- The largest opposition party VMRO-DPMNE has criticised the agreement with Greece, and used its powerful local structures to call on people not to vote. Officially, however, due to internal conflicts and pressures from the West, the party leadership did not adopt a formal position on the referendum. VMRO-DPMNE could not afford to openly call for a boycott because it works closely with the European People’s Party, politicians from which had been involved in the referendum on the side of the Macedonian government. VMRO-DPMNE wants to bring about the collapse of the Zaev government by sabotaging the agreement with Greece, assuming that early elections will allow it to return to power. They wish to do this as soon as possible so they can block the investigations into the allegations of corruption and sabotaging the state which have been brought against its leading members. President Gjorge Ivanov, whose roots lie in VMRO-DPMNE, also called for a boycott of the vote. The opposition strategy has proved effective, as it can now claim that all the citizens who did not take part in the vote share its criticism of the agreement with Greece.
- The low turnout will make it significantly harder for parliament to adopt the necessary constitutional amendments. In the vote, scheduled for November, the government coalition must win over eleven members of VMRO-DPMNE to ensure a two-thirds majority in the 120-seat parliament. The government will probably pressurise the opposition to support the changes, although in this area pressure exerted by the West may prove more effective. A more likely scenario is early elections, although these would probably not radically reshuffle the composition of the parliament. The chances of implementing the agreement with Athens will decrease with each month, because general elections will be held in Greece next autumn; this will seriously disincline Athens to undertake any more negotiations with Skopje. Without a solution to the dispute with Greece, Macedonia will remain outside the mainstream of Euro-Atlantic integration, which also poses a threat to the state’s stability because of the clearly pro-European aspirations of the ethnic Albanian community.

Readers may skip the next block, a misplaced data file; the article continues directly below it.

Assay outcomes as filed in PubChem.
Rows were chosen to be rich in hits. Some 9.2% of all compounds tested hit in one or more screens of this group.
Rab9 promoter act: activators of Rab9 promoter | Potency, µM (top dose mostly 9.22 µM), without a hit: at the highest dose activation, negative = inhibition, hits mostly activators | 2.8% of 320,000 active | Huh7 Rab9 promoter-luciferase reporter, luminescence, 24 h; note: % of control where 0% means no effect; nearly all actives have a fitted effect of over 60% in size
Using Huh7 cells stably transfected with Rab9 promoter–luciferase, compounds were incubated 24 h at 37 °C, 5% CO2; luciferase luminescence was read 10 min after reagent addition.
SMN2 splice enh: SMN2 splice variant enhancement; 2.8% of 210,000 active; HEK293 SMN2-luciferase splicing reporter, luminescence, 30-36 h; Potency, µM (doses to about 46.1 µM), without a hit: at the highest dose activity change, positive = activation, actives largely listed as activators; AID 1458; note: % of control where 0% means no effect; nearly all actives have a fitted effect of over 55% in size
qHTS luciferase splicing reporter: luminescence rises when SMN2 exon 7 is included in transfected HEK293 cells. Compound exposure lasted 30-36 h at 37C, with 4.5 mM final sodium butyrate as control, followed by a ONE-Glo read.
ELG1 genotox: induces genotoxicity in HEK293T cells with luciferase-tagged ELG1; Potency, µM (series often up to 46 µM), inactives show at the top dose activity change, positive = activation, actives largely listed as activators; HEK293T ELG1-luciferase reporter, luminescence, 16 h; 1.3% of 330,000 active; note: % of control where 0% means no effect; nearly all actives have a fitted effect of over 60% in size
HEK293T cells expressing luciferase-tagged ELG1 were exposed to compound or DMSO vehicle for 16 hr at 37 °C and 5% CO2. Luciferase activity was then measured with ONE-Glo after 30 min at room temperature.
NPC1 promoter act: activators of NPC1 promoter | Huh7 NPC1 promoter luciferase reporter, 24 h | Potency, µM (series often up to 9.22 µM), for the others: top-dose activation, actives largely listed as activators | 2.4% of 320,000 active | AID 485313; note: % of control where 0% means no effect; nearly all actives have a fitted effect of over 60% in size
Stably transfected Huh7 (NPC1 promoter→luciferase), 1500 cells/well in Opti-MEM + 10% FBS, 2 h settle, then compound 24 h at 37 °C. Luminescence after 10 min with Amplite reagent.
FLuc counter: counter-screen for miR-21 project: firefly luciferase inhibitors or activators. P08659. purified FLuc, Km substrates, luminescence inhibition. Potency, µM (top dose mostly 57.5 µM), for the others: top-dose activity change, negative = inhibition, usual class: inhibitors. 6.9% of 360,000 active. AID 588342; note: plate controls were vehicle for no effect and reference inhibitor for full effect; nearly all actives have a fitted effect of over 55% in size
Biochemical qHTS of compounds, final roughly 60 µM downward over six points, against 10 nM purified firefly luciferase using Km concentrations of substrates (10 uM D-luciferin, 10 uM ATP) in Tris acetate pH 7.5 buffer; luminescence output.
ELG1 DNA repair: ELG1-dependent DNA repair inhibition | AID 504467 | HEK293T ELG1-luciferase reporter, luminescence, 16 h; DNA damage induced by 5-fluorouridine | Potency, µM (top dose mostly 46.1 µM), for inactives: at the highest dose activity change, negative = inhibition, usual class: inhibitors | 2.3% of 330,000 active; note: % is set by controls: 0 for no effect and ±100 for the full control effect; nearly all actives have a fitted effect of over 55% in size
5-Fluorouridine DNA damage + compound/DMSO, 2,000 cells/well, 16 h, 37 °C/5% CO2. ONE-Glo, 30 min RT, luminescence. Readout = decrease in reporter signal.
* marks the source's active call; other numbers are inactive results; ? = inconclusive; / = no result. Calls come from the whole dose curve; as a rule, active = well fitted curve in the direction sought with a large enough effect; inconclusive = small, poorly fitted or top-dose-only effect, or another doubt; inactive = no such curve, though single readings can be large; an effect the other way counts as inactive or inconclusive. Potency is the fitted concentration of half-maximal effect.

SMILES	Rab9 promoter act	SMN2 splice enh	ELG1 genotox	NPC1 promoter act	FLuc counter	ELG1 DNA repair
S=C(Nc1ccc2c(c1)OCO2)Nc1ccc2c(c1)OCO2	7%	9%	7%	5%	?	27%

- The referendum result will reduce the effectiveness of the West’s policy towards the Balkan states. The EU and the US rightly assumed that implementing the agreement would not only increase the stability of the situation in the region, but also set a positive example to other Balkan states of how to resolve disputes through negotiations. Despite this, in recent times the West’s support has been limited to the involvement of high-ranking politicians from the US and EU member states, particularly Germany, in the Macedonian government’s campaign. In September, Chancellor Angela Merkel paid her first-ever visit to the Republic of Macedonia, and support for the agreement was also offered by the US Secretary of Defense James N. Mattis, among others. At the same time, the EU’s political decisions have undermined the Macedonian government’s main argument in favour of the agreement; Zaev’s government stated that concessions to Athens would open the way for Macedonia’s membership of the EU, but after Greece withdrew its opposition at a meeting of the EU Council in June, France has now blocked the start of membership negotiations with Skopje.